Background and Purpose-The etiology of cerebral small vessel disease is unknown. An association with endothelial dysfunction has been suggested. We systematically assessed all relevant studies of dynamic endothelial function in patients with lacunar stroke as a marker of small vessel disease.
Methods-We searched for studies of cerebral or peripheral vascular reactivity in patients with lacunar or cortical (ie, large artery atheromatous) ischemic stroke or nonstroke control subjects. We calculated standardized mean difference (SMD) in vascular reactivity +/- 95% CIs between small vessel disease and control groups.
Results-Sixteen publications (974 patients) were included. In lacunar stroke, cerebrovascular reactivity (n = 534) was reduced compared with age-matched normal (SMD – 0.94, 95% CI – 1.17 to -0.70), but not age + risk factor-matched control subjects (SMD 0.08, 95% CI -0.36 to 0.53) or cortical strokes (SMD -0.29, 95% CI -0.69 to 0.11); forearm flow-mediated dilatation (n = 401) was reduced compared with age-matched normal control subjects (SMD -1.04, 95% CI -1.33 to -0.75) and age + risk factor-matched control subjects (SMD -0.94, 95% CI -1.26 to -0.61), but not cortical strokes (SMD -0.23, 95% CI -0.55 to 0.08).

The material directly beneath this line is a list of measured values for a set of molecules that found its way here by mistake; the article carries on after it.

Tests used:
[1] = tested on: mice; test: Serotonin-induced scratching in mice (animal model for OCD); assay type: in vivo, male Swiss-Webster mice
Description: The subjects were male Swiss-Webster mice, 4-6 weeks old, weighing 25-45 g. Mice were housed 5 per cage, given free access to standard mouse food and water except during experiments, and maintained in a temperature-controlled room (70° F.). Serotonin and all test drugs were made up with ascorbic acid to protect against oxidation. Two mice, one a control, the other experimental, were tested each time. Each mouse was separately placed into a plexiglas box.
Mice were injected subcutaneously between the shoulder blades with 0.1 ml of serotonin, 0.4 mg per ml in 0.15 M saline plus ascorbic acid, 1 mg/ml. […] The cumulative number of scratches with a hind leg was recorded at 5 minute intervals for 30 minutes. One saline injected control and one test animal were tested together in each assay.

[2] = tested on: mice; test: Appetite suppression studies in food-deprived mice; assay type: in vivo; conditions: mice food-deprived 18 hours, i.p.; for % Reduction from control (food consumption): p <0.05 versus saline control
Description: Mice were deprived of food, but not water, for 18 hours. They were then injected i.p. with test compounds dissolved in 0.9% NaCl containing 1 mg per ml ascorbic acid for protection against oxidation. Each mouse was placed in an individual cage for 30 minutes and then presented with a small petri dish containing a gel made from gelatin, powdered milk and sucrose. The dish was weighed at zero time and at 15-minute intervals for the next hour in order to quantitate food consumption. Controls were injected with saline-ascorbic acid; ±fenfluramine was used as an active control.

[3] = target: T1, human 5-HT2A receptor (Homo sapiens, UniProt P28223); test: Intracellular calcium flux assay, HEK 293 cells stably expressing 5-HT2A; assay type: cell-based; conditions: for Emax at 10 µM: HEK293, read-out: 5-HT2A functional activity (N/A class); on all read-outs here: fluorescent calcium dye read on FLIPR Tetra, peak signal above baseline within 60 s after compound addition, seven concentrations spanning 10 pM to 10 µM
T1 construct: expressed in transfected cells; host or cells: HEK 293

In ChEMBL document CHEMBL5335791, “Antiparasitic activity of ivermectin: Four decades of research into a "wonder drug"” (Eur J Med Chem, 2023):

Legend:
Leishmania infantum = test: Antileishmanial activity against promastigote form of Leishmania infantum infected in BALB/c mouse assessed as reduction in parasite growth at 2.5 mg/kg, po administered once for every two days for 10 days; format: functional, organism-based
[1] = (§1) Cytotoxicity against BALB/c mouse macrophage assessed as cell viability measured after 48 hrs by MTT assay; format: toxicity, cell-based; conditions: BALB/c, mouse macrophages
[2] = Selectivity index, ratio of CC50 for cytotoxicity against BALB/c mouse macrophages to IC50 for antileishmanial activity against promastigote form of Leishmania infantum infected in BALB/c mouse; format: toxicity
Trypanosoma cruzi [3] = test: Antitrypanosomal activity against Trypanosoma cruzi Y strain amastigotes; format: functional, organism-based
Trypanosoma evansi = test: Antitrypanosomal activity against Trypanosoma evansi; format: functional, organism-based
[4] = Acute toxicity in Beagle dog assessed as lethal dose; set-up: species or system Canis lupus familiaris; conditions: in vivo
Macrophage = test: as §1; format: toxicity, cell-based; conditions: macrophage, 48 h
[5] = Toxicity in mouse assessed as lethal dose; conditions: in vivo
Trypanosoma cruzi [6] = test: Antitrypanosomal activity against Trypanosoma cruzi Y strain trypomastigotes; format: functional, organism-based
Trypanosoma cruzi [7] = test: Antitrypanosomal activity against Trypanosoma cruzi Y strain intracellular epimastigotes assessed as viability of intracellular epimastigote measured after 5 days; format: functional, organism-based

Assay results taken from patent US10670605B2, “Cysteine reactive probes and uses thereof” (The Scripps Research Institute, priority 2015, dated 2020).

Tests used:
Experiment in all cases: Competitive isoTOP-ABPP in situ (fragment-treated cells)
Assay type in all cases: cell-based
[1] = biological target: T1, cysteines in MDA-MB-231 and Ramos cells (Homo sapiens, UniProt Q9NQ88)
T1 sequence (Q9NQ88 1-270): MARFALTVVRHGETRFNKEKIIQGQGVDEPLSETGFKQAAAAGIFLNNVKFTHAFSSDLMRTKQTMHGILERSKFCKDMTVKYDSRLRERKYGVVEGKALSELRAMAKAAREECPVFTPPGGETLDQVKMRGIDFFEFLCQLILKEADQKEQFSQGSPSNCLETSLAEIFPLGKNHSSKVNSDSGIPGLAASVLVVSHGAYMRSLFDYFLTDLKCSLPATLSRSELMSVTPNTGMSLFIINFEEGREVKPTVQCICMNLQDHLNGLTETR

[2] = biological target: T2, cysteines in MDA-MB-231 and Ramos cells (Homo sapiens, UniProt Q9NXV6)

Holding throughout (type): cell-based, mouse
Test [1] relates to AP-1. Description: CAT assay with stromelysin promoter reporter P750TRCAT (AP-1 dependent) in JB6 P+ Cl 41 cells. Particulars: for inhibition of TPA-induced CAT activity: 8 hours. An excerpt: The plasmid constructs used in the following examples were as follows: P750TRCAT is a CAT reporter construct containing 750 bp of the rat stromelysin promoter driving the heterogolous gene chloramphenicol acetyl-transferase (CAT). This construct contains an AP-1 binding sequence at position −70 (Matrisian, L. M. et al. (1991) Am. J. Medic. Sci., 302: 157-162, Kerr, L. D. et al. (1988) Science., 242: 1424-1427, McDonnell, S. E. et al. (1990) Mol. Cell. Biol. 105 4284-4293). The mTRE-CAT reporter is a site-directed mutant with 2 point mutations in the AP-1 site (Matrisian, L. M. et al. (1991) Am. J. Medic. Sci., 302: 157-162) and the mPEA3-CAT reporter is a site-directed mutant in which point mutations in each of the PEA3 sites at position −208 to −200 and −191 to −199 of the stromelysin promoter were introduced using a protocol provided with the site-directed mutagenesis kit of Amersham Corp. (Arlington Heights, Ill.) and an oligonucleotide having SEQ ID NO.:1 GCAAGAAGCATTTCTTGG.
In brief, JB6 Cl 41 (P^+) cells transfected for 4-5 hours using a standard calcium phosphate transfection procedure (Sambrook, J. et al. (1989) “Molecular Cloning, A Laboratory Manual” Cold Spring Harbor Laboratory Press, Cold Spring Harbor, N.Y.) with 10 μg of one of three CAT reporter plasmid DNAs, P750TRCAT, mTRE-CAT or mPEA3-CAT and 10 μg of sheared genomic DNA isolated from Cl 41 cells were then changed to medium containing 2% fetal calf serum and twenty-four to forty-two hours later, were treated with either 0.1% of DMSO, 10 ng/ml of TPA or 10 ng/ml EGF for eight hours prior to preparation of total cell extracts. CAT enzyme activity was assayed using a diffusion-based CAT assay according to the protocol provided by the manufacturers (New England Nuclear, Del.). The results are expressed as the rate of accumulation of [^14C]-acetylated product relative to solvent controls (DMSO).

Conclusions-Endothelial dysfunction is present in patients with lacunar stroke but may simply reflect exposure to vascular risk factors and having a stroke, because a similar degree of dysfunction is found in cortical (large artery atheromatous) stroke. Current data do not confirm that endothelial dysfunction is specific to small vessel stroke. Future studies should include control subjects with nonlacunar stroke. (Stroke. 2010; 41: e434-e442.)